Bacteriological profile and antibiotic resistance in cases of chronic otitis media and its clinical implications

Ajay Mallick, Harikesh Sharma, Awadhesh K. Mishra, Nidhi V. Maggon, Ashwani Sethi


Background: Chronic otitis media (COM) is the commonest otologic conditions worldwide with great risk of irreversible complications. Early bacteriological diagnosis is essential for appropriate effective therapy to reduce the disease burden. However in our clinical practice, it was noticed that the morbidity of the disease was mostly non responsive to standard antibiotic medical care. The poor response to routine treatment gave rise to suspicion of antibiotic resistance. This prompted us to undertake this study with the objective to isolate and identify the causative organisms in COM in our clientele and study their antimicrobial susceptibility pattern for a better analysis and institution of accurate therapy.

Methods: A prospective cross sectional analysis was performed using culture and antibiotic susceptibility test results of 500 patients who visited the ENT OPD at a tertiary care centre between July 2016 to June 2017.  

Results: A positive culture was obtained in 466/500 (93.2%) of the samples. No growth was seen in 34 patients (6.8%). 454 samples showed single bacterium while 12 samples had mixed growth. Pseudomonas aeruginosa was the predominant organism (54%) followed by Staphylococcus aureus. On antibiotic sensitivity, high resistance patterns to most common first line antibiotics used in COM was observed.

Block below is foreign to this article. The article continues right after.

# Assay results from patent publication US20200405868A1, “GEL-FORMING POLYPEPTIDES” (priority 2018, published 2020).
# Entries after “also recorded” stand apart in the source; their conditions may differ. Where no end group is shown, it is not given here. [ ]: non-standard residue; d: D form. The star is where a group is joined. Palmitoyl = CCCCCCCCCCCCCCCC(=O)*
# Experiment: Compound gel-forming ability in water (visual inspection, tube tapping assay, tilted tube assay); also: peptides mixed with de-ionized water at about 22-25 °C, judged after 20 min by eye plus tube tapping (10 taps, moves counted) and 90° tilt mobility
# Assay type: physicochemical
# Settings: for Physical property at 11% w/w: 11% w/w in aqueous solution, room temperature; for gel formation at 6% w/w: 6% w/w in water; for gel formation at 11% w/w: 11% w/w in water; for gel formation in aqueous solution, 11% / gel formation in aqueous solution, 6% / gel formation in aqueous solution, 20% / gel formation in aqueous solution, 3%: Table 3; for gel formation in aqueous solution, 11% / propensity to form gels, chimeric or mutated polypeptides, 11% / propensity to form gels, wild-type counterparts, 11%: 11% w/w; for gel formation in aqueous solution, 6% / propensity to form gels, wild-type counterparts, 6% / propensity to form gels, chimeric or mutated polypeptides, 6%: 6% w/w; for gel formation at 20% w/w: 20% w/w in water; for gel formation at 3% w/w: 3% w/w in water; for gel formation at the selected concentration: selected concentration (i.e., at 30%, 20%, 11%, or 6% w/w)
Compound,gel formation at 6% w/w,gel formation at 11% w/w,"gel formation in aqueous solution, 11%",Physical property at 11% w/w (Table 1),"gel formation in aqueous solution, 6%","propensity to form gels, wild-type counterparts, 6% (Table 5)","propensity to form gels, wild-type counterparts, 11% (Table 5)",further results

Conclusions: Irrational use of antibiotics for management of COM has led to the emergence of multidrug-resistant bacterial strains. Evaluation of micro bacterial growth and their antibiotic sensitivity pattern in local area helps in prescribing empirical antibiotics for successful treatment of COM.




Antibiotic sensitivity, Chronic otitis media, Ear discharge

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